Elderly Driving

Essay by EssaySwap ContributorUniversity, Bachelor's February 2008

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Elderly Driving Twelve percent of the US population is over 65, and that percentage is expected to double by the year 2030. The increasing older population is raising a series of questions about whether the American society can support this change in demographics without an extensive change in laws. This raises some big questions in Florida, the retirement capital of the United States. One of those issues is the growing number of seniors on the roadways. The number of licensed drivers over the age of 70 is said to be 17.7 million. As drivers age, it seems their risk for traffic accidents increase, especially accidents involving fatalities. Fatalities among drivers over the age of 70 is said to have nearly matched that of the nations leading cause of accidents, teens. This has brought up the question that if states can enact laws that restrict driving privileges for teens, why not the elderly? In Florida lawmakers have made three unsuccessful attempts to pass a bill that would require drivers over the age of 75 to take vision test before renewing their licenses.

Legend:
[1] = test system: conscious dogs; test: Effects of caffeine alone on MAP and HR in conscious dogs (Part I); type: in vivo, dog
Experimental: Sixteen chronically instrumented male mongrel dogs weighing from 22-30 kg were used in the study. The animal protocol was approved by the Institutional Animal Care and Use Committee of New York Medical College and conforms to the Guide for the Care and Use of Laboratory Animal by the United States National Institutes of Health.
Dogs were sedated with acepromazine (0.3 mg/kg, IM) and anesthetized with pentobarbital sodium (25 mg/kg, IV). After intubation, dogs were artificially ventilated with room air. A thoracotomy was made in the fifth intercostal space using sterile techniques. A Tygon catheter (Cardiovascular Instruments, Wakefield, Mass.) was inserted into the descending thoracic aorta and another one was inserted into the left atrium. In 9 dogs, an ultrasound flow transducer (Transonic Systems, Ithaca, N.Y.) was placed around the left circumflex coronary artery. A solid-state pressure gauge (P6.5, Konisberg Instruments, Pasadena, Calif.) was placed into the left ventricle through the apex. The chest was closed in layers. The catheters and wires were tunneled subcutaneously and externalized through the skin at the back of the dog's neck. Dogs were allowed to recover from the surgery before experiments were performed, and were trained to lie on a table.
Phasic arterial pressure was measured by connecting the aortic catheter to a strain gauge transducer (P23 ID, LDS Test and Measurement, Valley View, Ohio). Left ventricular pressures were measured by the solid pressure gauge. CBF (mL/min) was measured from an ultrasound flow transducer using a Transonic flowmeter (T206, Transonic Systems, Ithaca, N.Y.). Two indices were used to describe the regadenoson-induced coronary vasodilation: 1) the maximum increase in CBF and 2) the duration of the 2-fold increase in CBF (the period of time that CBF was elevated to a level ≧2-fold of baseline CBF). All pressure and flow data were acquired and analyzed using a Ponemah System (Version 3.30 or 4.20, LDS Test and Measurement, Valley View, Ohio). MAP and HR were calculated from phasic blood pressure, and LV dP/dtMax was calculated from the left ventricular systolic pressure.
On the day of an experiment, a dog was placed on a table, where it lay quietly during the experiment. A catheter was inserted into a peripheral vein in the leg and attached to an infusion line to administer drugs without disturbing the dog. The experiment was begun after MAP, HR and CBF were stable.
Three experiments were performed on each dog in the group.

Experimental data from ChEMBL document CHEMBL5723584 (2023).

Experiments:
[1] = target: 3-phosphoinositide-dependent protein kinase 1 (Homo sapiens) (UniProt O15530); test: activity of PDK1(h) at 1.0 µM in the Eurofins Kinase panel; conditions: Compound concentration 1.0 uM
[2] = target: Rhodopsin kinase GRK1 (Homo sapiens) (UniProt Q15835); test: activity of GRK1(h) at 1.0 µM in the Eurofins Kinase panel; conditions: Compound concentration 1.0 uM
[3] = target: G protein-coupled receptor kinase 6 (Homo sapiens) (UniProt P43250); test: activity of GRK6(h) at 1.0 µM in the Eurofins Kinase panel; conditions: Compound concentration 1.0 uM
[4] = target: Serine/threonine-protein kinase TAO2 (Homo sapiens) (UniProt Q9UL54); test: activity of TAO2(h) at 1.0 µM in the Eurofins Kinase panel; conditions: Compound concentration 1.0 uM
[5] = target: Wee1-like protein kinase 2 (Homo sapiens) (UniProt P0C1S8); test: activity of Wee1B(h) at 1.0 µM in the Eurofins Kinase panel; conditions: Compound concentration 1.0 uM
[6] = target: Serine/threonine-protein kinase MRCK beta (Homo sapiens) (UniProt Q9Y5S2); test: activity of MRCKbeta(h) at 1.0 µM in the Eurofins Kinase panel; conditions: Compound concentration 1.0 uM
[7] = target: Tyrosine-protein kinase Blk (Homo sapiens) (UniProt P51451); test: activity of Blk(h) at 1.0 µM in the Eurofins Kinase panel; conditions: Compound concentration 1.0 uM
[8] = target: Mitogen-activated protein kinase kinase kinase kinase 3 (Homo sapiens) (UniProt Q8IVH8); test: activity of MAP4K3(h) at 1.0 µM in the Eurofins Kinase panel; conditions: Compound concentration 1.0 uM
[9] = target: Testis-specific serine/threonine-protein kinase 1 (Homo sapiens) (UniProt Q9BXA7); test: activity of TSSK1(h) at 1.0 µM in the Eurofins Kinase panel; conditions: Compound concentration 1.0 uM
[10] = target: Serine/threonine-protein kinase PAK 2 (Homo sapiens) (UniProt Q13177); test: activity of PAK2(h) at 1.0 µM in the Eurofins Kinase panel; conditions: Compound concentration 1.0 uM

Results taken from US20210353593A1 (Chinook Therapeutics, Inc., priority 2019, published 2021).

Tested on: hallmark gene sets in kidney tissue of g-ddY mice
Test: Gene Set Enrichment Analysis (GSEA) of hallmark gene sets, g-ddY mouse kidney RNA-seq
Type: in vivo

Studies have found that the elderly show an increased effort of self-protection in their driving habits. They drive shorter distances at slower speeds and they drive less at night. Drivers over 70 also make fewer lane changes and avoid rush hours. However, when the elderly adjust their driving habits, they consider the risks they face, but not the external risks they impose on others when they drive. On an average drivers over 70 have slower response rates, they find it more difficult to make the full head turn required to check for nearby cars before changing lanes, and their eyes take longer to recover from glare. Despite these limitations many incapable seniors still hold their driving licenses. Currently the...